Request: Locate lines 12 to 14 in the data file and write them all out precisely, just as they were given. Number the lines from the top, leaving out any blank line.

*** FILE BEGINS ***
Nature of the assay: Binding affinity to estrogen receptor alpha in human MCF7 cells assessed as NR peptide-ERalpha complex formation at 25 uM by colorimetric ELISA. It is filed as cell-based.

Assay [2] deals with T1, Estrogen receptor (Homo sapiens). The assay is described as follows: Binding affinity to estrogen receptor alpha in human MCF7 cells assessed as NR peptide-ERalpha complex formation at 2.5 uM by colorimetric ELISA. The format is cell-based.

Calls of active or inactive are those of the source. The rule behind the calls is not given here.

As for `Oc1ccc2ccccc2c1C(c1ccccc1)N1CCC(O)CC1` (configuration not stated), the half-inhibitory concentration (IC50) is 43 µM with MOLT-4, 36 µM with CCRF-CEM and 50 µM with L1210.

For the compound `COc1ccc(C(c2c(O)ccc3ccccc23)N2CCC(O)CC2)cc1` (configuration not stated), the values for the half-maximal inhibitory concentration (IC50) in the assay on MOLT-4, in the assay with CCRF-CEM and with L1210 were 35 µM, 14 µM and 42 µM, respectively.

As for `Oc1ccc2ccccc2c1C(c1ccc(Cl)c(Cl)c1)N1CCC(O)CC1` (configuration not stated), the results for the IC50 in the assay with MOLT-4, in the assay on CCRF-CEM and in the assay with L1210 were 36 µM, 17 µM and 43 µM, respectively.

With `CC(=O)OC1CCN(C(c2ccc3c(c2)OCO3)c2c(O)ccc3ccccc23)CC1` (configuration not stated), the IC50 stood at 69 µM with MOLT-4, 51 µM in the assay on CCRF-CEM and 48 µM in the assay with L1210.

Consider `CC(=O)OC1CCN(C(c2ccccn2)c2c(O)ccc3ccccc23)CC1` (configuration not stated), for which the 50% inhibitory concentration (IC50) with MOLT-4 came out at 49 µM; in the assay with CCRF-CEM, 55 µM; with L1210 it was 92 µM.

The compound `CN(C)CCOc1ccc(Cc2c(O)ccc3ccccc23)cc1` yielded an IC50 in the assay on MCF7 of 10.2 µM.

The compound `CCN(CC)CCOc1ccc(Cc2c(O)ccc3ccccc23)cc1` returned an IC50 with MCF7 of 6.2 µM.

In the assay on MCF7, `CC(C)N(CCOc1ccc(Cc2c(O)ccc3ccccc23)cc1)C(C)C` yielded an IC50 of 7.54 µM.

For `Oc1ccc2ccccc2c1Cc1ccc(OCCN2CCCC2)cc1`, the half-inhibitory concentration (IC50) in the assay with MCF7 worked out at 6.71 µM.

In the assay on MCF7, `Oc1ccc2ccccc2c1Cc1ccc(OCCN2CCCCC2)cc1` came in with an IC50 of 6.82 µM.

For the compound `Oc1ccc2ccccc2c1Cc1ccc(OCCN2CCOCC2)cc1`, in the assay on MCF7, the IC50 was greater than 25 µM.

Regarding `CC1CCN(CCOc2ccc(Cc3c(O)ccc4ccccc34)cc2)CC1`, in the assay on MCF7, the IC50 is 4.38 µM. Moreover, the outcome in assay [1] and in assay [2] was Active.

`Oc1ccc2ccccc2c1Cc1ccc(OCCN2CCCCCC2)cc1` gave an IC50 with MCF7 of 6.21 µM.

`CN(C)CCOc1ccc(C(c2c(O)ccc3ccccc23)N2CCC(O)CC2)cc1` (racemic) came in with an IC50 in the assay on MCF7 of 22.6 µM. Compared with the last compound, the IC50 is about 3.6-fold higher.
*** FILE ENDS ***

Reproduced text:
For `Oc1ccc2ccccc2c1Cc1ccc(OCCN2CCCC2)cc1`, the half-inhibitory concentration (IC50) in the assay with MCF7 worked out at 6.71 µM.

In the assay on MCF7, `Oc1ccc2ccccc2c1Cc1ccc(OCCN2CCCCC2)cc1` came in with an IC50 of 6.82 µM.

For the compound `Oc1ccc2ccccc2c1Cc1ccc(OCCN2CCOCC2)cc1`, in the assay on MCF7, the IC50 was greater than 25 µM.